Cue credits over cool Florence + the Machine song. Which is when I realize I would have preferred to watch the entire movie with the sound off or synced up to a Florence album. Because it was so pretty and made no sense. I don’t know what happened to the script. Did it need more rewrites? Did it get cut and cut and cut? Were the people involved interested only in imagery and not in story? What was up with her not-speech to the troops? Did she end up realizing it was the Huntsman who broke her spell by making out with her while she was dead? Why didn’t the fairies help her at the end? Or the troll! That would have been awesome.The troll storming the castle!

And in the end, that was my main problem. Nothing in the story added up. It kept breaking its own rules or forgetting things it had done or having the characters make silly choices for silly reasons and there were all kinds of guns on the wall that never got fired or were forgotten about and it just rankles my storytelling brain. And that’s two movies in two weeks that were far more concerned with some pretty set pieces than with stories to put them in.

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10 Responses to Snow White and the Sloppy Storytelling

  1. Cassidy says:

    You pretty much summed it up. Visually is was stunning.

    I assumed the white horse never really died, and it was the “spirit” of the white stag helping her. In fact I wish that was what was going on because that would be kind of cool.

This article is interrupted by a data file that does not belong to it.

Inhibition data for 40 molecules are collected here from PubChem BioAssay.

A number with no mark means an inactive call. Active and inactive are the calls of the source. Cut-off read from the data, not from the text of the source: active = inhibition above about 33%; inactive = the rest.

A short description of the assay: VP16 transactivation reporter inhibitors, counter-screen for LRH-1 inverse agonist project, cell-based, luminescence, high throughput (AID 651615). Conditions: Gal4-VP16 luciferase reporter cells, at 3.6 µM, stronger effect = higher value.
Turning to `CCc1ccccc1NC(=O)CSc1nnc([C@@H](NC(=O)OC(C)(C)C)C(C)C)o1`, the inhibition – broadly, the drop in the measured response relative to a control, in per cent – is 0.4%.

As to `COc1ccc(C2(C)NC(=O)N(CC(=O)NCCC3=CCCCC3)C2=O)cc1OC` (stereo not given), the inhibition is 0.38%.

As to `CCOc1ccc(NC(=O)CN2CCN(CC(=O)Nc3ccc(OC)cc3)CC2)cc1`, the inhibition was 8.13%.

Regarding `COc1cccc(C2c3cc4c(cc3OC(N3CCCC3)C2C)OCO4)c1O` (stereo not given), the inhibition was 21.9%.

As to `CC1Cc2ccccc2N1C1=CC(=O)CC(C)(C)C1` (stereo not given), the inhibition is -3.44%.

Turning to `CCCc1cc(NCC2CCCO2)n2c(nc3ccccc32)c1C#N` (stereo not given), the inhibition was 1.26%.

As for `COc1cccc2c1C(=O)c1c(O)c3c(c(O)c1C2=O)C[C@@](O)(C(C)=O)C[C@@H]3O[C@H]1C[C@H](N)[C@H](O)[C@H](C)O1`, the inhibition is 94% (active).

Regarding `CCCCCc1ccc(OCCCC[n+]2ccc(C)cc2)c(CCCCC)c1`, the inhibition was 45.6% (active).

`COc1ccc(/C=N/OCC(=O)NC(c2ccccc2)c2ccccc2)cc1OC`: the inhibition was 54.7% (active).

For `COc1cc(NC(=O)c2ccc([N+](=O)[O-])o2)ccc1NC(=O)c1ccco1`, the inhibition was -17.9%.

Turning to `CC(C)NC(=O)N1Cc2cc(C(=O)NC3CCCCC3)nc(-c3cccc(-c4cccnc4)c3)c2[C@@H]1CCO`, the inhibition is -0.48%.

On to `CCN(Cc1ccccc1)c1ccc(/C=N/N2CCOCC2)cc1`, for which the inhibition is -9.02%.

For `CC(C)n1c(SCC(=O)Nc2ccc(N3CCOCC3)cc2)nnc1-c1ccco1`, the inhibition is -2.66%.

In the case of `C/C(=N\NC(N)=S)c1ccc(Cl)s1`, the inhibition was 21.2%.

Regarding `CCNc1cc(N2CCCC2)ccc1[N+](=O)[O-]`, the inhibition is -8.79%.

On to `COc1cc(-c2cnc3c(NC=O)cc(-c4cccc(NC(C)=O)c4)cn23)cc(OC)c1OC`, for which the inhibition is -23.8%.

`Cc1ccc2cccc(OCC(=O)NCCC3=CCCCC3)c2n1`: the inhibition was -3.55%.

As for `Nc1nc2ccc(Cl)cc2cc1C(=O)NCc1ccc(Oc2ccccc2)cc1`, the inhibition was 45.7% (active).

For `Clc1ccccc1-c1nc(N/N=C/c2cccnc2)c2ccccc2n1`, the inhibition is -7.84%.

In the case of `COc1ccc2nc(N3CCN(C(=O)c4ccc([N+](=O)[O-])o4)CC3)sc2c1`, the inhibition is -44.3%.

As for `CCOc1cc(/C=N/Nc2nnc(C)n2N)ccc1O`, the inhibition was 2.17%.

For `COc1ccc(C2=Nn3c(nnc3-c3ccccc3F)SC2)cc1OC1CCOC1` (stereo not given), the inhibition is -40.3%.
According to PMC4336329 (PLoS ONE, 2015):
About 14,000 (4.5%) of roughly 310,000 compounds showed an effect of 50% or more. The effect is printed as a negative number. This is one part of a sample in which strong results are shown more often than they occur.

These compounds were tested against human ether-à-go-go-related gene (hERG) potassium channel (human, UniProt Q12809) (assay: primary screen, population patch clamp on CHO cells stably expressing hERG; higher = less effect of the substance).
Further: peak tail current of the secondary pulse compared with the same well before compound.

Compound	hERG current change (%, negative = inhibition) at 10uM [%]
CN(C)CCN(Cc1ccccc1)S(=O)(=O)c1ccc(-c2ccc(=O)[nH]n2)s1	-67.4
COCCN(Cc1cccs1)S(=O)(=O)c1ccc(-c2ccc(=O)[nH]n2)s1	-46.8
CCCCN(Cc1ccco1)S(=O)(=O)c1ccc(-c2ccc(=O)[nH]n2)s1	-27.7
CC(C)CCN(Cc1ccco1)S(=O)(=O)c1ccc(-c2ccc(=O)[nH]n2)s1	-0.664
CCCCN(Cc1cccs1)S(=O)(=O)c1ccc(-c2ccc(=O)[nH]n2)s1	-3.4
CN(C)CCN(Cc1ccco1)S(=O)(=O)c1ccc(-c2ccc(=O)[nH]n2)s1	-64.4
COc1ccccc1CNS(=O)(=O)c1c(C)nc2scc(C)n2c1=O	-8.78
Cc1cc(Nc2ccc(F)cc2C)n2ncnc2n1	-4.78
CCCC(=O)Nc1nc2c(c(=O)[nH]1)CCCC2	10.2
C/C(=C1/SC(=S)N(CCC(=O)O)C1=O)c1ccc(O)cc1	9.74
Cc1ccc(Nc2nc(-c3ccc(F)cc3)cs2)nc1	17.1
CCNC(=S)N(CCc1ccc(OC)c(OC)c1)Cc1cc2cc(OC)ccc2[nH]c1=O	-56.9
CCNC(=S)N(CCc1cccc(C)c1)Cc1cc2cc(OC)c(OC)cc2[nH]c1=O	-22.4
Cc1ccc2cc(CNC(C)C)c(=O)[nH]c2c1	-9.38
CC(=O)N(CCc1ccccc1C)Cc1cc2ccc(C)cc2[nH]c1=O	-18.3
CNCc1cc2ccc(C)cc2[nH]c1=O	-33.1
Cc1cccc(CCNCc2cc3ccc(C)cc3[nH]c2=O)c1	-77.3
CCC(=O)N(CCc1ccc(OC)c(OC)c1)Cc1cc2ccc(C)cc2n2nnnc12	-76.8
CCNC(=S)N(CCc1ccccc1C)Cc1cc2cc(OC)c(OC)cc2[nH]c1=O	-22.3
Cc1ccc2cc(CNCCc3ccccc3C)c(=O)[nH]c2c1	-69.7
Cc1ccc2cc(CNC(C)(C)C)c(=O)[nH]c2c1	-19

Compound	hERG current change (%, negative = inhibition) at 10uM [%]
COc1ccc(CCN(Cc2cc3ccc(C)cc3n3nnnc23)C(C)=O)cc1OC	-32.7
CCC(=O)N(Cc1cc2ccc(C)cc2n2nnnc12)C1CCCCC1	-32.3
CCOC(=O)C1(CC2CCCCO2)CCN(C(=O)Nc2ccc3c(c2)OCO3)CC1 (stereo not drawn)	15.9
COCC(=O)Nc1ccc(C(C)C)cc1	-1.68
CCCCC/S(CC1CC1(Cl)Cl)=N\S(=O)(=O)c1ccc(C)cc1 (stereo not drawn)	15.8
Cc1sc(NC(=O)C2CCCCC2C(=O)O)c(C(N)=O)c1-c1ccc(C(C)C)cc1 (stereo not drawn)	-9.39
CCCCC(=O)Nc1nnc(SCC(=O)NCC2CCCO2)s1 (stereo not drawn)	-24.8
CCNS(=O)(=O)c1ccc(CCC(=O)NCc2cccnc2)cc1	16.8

• Diana says:

      oh, that would have been cool! In fact, I’ve decided that you’re right and that’s what it was. Fairy-inhabited horse. Like the magpies.

      Except the Neverending Story reference was so strong there!

  2. Frea says:

    You weren’t alone in shouting “Atreyu!” That movie is embedded into my psyche.

    I saw it in the theaters with my siblings and my mom. At the end of it, my brother-in-law-to-be turns to me and goes, “It’s like they turned a D&D campaign into a movie script.”

    Also the troll had bark on its butt. I was giggling like a very mature individual whenever we were shown the troll from behind.

  3. Shanella says:

    I’m glad I opted out of seeing this one. It would have driven me nutty!

  4. I’m trying to think of better movies for you to watch. This sounds hysterically horrible. Have you seen Ball of Fire? =) I know it’s old, but man, is that a fun movie.

  5. Jenna says:

    I saw this on opening day and the theater was so crowded that, even though we got there early, I had to sit really close and all the way to the right. I twisted my body so much to be able to see the screen, which hurt my back so badly it took about three weeks to fully heal. BUT YOU JUST MADE IT ALL WORTH IT WITH THIS SUMMARY.

  6. Brilliant summary. It was pretty, but made no sense…

  7. Oh m gosh, this made me laugh so much. I was definitely disappointed with Snow White and the Huntsman too. I agree, it is such a pretty movie, but the story was ridiculous. And Snow’s speech made no sense. I feel like it could have been so much better, though.